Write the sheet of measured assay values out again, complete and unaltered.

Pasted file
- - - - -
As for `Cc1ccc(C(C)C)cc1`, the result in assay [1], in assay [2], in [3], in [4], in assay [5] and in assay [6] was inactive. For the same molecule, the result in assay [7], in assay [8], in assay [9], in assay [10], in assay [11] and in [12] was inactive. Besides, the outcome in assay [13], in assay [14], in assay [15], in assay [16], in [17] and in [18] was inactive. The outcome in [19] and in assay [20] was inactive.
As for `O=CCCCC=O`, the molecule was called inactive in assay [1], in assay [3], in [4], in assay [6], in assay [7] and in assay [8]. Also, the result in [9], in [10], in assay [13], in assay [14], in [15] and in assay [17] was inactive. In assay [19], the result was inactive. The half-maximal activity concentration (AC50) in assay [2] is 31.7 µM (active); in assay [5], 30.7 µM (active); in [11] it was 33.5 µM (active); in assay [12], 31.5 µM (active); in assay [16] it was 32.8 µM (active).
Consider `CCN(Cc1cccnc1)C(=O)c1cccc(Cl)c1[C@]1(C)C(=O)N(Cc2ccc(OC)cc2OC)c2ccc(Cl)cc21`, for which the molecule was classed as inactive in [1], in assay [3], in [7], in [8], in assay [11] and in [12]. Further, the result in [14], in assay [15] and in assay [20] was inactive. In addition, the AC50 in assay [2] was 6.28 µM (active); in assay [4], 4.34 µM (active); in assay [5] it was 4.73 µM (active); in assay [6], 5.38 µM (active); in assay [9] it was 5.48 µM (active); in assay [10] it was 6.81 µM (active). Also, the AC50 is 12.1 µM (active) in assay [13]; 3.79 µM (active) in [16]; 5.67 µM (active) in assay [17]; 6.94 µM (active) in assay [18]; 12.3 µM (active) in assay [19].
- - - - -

As for `Cc1ccc(C(C)C)cc1`, the result in assay [1], in assay [2], in [3], in [4], in assay [5] and in assay [6] was inactive. For the same molecule, the result in assay [7], in assay [8], in assay [9], in assay [10], in assay [11] and in [12] was inactive. Besides, the outcome in assay [13], in assay [14], in assay [15], in assay [16], in [17] and in [18] was inactive. The outcome in [19] and in assay [20] was inactive.
As for `O=CCCCC=O`, the molecule was called inactive in assay [1], in assay [3], in [4], in assay [6], in assay [7] and in assay [8]. Also, the result in [9], in [10], in assay [13], in assay [14], in [15] and in assay [17] was inactive. In assay [19], the result was inactive. The half-maximal activity concentration (AC50) in assay [2] is 31.7 µM (active); in assay [5], 30.7 µM (active); in [11] it was 33.5 µM (active); in assay [12], 31.5 µM (active); in assay [16] it was 32.8 µM (active).
Consider `CCN(Cc1cccnc1)C(=O)c1cccc(Cl)c1[C@]1(C)C(=O)N(Cc2ccc(OC)cc2OC)c2ccc(Cl)cc21`, for which the molecule was classed as inactive in [1], in assay [3], in [7], in [8], in assay [11] and in [12]. Further, the result in [14], in assay [15] and in assay [20] was inactive. In addition, the AC50 in assay [2] was 6.28 µM (active); in assay [4], 4.34 µM (active); in assay [5] it was 4.73 µM (active); in assay [6], 5.38 µM (active); in assay [9] it was 5.48 µM (active); in assay [10] it was 6.81 µM (active). Also, the AC50 is 12.1 µM (active) in assay [13]; 3.79 µM (active) in [16]; 5.67 µM (active) in assay [17]; 6.94 µM (active) in assay [18]; 12.3 µM (active) in assay [19].